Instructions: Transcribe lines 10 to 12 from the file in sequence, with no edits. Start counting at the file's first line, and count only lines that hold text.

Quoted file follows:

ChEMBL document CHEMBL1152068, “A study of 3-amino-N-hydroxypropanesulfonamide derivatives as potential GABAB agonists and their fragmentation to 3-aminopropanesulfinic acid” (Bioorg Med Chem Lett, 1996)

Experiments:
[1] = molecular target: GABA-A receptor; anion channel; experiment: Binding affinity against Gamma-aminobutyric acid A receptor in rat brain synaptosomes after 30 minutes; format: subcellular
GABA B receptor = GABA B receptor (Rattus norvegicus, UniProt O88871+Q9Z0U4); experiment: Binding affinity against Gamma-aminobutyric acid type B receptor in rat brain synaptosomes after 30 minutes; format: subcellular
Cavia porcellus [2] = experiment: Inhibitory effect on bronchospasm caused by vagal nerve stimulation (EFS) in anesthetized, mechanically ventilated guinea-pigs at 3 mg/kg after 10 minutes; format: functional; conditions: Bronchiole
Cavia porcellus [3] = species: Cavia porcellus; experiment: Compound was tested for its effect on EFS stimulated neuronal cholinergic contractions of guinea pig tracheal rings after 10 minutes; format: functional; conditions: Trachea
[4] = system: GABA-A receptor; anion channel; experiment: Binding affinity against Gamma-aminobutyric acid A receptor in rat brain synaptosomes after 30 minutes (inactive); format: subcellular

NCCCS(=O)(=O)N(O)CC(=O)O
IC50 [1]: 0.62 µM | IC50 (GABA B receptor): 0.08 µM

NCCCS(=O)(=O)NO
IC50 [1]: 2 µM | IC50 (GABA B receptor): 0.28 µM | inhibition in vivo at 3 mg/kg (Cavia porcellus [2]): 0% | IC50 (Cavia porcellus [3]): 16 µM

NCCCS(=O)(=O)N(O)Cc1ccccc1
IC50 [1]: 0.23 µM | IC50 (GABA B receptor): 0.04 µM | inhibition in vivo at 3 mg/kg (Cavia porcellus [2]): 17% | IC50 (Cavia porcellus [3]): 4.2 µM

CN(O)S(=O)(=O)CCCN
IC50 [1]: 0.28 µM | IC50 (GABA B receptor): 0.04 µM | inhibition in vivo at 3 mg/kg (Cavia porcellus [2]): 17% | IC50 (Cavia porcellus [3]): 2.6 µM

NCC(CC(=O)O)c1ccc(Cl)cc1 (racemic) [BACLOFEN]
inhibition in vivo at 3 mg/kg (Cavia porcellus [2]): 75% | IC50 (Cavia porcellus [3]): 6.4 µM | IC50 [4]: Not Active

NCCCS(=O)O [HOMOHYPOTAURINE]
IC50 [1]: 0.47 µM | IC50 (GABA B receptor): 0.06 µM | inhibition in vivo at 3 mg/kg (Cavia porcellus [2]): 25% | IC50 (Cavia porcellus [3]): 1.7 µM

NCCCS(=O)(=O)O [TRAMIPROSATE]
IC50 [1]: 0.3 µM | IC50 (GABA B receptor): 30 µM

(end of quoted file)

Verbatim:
NCCCS(=O)(=O)NO
IC50 [1]: 2 µM | IC50 (GABA B receptor): 0.28 µM | inhibition in vivo at 3 mg/kg (Cavia porcellus [2]): 0% | IC50 (Cavia porcellus [3]): 16 µM

NCCCS(=O)(=O)N(O)Cc1ccccc1